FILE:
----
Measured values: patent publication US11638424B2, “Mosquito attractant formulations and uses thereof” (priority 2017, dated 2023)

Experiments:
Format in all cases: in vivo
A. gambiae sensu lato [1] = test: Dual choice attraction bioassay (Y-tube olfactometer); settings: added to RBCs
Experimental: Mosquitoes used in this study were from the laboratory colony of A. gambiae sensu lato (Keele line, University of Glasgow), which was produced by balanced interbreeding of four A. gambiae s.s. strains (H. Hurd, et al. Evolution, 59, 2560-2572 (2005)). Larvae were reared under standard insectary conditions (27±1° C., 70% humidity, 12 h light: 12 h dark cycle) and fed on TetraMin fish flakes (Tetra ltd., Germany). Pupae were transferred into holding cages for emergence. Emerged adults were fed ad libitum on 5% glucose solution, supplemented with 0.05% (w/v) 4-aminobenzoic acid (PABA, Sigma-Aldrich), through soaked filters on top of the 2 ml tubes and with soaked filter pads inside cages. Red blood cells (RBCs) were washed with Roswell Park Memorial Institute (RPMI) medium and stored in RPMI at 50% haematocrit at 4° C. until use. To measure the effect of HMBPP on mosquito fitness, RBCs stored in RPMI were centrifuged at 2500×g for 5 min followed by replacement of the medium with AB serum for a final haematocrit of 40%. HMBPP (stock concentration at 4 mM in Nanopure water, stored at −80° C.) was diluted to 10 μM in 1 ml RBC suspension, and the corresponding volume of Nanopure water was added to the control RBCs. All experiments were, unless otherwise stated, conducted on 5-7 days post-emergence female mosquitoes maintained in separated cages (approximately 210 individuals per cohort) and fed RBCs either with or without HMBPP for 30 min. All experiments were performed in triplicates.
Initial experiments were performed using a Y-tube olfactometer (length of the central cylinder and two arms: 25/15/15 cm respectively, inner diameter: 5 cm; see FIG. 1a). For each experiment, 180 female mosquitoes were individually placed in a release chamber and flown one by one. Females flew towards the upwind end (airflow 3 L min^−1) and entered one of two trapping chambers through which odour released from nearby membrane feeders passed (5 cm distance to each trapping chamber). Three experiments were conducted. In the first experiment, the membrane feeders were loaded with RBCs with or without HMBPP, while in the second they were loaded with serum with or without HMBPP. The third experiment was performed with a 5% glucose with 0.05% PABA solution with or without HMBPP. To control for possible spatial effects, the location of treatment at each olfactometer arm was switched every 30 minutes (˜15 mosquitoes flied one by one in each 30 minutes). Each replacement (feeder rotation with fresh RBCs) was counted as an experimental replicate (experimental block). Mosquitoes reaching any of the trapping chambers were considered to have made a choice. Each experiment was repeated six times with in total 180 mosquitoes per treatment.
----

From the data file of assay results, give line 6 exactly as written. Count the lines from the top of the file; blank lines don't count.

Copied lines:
Initial experiments were performed using a Y-tube olfactometer (length of the central cylinder and two arms: 25/15/15 cm respectively, inner diameter: 5 cm; see FIG. 1a). For each experiment, 180 female mosquitoes were individually placed in a release chamber and flown one by one. Females flew towards the upwind end (airflow 3 L min^−1) and entered one of two trapping chambers through which odour released from nearby membrane feeders passed (5 cm distance to each trapping chamber). Three experiments were conducted. In the first experiment, the membrane feeders were loaded with RBCs with or without HMBPP, while in the second they were loaded with serum with or without HMBPP. The third experiment was performed with a 5% glucose with 0.05% PABA solution with or without HMBPP. To control for possible spatial effects, the location of treatment at each olfactometer arm was switched every 30 minutes (˜15 mosquitoes flied one by one in each 30 minutes). Each replacement (feeder rotation with fresh RBCs) was counted as an experimental replicate (experimental block). Mosquitoes reaching any of the trapping chambers were considered to have made a choice. Each experiment was repeated six times with in total 180 mosquitoes per treatment.